The descent into what is considered one of the most dangerous airports in the world, on an overcast day is to say the least, memorable. I was flying into Tegucigalpa airport in Honduras on assignment for two projects I wanted to photograph. One was to document a series of American doctors who donate their time to offer medical assistance to villagers in Honduras, and the other was to visually document life in the Honduran countryside. I wanted to better understand the reasons so many Hondurans have illegally moved to the United States, and I wanted to combine the material I have already shot in Guatemala, Haiti and in the future Nicaragua and El Salvador for a book on Central America.
The speed of the bus taking me from the capital city to the remote village of Guaimaca was constantly modulated in an effort to avoid the huge potholes on the main road. Some of them were big enough to swallow a motorcycle. Yet, the majestic, mountainous landscape soon took my mind of the roads.
Honduras is bordered by Guatemala to the west and El Salvador and Nicaragua to the south. Like its neighbors, Honduras struggles to not be left behind as the west rolls into the twenty first century at full steam. According to the World Bank Honduras is the third poorest country in the Western Hemisphere (Haiti, Nicaragua). With more than 50 percent of the population living below the poverty line and 28 percent unemployed, Hondurans frequently turn to illegal immigration as a solution to their desperate situation. The Department of Homeland Security has noted an 95 percent increase in illegal immigrants coming from Honduras between 2000 and 2009, the largest increase of any country.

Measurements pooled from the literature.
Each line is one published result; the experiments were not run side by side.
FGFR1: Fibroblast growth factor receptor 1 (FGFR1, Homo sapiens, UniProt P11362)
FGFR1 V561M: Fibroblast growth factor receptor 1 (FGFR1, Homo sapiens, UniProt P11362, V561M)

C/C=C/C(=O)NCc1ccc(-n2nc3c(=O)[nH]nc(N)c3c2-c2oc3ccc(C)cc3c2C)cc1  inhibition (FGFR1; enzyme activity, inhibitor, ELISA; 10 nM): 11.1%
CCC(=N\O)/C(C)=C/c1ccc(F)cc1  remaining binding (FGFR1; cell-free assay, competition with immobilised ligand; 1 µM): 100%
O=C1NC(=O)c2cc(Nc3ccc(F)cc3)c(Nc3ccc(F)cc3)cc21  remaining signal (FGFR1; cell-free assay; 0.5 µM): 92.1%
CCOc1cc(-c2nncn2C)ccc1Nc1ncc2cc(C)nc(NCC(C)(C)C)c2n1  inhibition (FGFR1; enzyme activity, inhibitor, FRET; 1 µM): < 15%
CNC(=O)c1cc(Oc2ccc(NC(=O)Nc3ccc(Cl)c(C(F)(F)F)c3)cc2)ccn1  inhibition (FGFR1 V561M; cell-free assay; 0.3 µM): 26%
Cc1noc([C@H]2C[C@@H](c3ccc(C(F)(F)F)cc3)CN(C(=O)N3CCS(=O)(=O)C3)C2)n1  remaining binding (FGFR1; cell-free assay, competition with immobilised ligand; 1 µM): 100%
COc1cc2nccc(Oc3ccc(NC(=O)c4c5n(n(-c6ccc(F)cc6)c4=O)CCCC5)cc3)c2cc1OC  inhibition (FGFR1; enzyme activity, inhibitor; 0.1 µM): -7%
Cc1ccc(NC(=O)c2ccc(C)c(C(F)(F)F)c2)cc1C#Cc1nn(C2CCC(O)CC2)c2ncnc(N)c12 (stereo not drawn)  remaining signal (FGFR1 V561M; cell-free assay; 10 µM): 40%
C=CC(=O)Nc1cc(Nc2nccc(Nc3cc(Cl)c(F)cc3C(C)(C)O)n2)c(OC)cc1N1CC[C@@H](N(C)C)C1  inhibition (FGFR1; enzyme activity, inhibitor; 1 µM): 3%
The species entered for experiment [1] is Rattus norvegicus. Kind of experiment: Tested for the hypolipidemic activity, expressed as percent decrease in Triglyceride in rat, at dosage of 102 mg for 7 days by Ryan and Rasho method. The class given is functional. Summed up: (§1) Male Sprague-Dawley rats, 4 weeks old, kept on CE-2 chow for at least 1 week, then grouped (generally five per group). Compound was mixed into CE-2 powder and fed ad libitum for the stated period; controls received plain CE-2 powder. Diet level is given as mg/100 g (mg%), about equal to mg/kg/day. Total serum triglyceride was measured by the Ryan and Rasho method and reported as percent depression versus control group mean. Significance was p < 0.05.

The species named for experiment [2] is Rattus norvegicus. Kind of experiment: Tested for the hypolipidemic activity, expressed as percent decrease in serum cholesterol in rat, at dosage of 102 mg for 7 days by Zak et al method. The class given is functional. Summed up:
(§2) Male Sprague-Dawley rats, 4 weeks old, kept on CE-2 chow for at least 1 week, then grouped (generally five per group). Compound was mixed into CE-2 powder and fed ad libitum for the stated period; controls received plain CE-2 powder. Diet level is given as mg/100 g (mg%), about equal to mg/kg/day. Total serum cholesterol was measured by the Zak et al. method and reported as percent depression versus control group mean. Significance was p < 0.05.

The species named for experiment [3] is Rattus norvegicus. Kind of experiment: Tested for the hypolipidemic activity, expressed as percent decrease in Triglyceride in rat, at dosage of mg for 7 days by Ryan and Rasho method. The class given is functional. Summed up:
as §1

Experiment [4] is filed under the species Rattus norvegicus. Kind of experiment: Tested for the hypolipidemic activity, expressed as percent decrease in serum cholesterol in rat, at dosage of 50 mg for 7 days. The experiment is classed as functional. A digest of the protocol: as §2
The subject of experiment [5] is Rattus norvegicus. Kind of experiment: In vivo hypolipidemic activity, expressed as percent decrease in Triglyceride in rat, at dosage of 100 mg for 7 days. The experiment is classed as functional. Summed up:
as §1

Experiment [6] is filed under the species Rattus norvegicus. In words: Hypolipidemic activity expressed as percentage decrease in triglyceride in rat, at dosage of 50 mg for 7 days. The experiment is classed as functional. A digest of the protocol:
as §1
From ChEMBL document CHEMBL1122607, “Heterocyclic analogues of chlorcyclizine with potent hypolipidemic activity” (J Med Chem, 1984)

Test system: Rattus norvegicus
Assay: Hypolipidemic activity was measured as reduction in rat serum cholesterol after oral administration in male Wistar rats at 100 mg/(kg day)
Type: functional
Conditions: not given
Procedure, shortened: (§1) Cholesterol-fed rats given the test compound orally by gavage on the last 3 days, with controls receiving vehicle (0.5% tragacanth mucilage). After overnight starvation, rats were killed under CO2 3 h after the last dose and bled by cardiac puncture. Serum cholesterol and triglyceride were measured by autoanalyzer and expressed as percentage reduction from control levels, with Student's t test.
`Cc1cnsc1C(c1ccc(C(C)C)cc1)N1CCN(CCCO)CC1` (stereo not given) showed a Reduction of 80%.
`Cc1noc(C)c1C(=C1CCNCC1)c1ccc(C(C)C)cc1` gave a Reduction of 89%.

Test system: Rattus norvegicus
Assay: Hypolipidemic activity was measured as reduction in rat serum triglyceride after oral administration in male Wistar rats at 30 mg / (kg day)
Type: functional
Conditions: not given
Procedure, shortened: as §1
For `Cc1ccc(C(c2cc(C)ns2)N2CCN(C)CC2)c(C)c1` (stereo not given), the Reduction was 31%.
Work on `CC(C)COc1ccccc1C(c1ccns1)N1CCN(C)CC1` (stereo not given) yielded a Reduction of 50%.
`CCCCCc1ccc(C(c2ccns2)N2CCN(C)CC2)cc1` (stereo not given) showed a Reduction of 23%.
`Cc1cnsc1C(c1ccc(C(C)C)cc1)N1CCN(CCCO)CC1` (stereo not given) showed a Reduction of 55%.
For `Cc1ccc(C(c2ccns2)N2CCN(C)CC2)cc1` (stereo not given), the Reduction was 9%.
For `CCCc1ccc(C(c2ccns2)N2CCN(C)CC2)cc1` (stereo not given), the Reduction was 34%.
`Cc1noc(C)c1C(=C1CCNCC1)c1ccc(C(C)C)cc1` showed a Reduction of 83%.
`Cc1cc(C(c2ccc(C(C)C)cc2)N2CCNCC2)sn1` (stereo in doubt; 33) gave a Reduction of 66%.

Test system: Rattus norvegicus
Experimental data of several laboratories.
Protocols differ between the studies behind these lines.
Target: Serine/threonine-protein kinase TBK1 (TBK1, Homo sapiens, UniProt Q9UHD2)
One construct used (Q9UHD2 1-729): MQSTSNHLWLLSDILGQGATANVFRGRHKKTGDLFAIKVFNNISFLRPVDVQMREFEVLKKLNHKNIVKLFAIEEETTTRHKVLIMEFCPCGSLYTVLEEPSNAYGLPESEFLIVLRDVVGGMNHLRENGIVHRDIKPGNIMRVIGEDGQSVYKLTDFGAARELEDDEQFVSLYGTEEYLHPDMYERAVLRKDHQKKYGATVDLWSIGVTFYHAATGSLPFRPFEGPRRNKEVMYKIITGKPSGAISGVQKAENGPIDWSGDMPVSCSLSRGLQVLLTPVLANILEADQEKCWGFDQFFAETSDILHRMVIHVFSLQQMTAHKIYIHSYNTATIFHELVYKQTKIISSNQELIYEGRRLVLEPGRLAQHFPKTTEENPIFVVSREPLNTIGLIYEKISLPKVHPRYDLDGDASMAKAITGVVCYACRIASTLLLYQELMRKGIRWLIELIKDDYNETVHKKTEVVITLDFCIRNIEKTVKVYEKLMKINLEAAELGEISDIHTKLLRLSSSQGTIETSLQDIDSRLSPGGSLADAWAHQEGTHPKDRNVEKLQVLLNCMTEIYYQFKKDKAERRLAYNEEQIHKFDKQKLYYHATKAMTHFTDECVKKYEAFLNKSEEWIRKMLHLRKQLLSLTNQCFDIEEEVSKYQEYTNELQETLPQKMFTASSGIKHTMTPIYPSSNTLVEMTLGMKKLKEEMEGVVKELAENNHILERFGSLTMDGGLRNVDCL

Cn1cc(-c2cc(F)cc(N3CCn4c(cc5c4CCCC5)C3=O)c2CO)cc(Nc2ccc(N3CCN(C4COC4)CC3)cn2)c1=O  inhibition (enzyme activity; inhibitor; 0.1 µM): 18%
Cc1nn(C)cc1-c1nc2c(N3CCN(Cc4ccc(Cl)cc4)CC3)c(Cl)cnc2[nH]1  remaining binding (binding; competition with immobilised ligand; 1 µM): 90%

The next day as I rode into the outskirts of Guaimaca I could hear the commotion atop the garbage pile; the smell was nearly overwhelming. Children were sifting through the heaps of garbage in Climatorio, Honduras looking for things to wear, sell, eat. Some sent by their parents to see what they could find, others had now become dependent on the things others no longer want. This is the reality for some in Honduras. Even with nothing to give, I was welcome with my cameras wherever I went. A wonderful people living a life far different from the grandeur that was once the Mayan empire.